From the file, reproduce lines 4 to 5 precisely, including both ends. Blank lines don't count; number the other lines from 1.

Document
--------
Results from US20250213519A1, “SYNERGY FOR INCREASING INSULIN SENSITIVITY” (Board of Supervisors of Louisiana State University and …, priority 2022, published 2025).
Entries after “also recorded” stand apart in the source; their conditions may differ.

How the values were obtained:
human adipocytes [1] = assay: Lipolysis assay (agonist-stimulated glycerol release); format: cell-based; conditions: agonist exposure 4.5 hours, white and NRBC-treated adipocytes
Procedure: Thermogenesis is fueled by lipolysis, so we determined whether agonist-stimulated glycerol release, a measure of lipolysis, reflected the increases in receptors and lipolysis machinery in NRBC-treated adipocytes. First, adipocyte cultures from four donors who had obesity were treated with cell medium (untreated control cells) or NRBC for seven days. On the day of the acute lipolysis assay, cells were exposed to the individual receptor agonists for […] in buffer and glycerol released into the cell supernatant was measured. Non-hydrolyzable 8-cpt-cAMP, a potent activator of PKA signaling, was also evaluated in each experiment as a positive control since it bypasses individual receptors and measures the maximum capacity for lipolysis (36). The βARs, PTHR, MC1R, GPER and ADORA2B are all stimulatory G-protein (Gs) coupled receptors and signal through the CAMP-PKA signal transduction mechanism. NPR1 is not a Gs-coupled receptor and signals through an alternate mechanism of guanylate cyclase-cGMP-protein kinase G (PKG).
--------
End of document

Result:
human adipocytes [1] = assay: Lipolysis assay (agonist-stimulated glycerol release); format: cell-based; conditions: agonist exposure 4.5 hours, white and NRBC-treated adipocytes
Procedure: Thermogenesis is fueled by lipolysis, so we determined whether agonist-stimulated glycerol release, a measure of lipolysis, reflected the increases in receptors and lipolysis machinery in NRBC-treated adipocytes. First, adipocyte cultures from four donors who had obesity were treated with cell medium (untreated control cells) or NRBC for seven days. On the day of the acute lipolysis assay, cells were exposed to the individual receptor agonists for […] in buffer and glycerol released into the cell supernatant was measured. Non-hydrolyzable 8-cpt-cAMP, a potent activator of PKA signaling, was also evaluated in each experiment as a positive control since it bypasses individual receptors and measures the maximum capacity for lipolysis (36). The βARs, PTHR, MC1R, GPER and ADORA2B are all stimulatory G-protein (Gs) coupled receptors and signal through the CAMP-PKA signal transduction mechanism. NPR1 is not a Gs-coupled receptor and signals through an alternate mechanism of guanylate cyclase-cGMP-protein kinase G (PKG).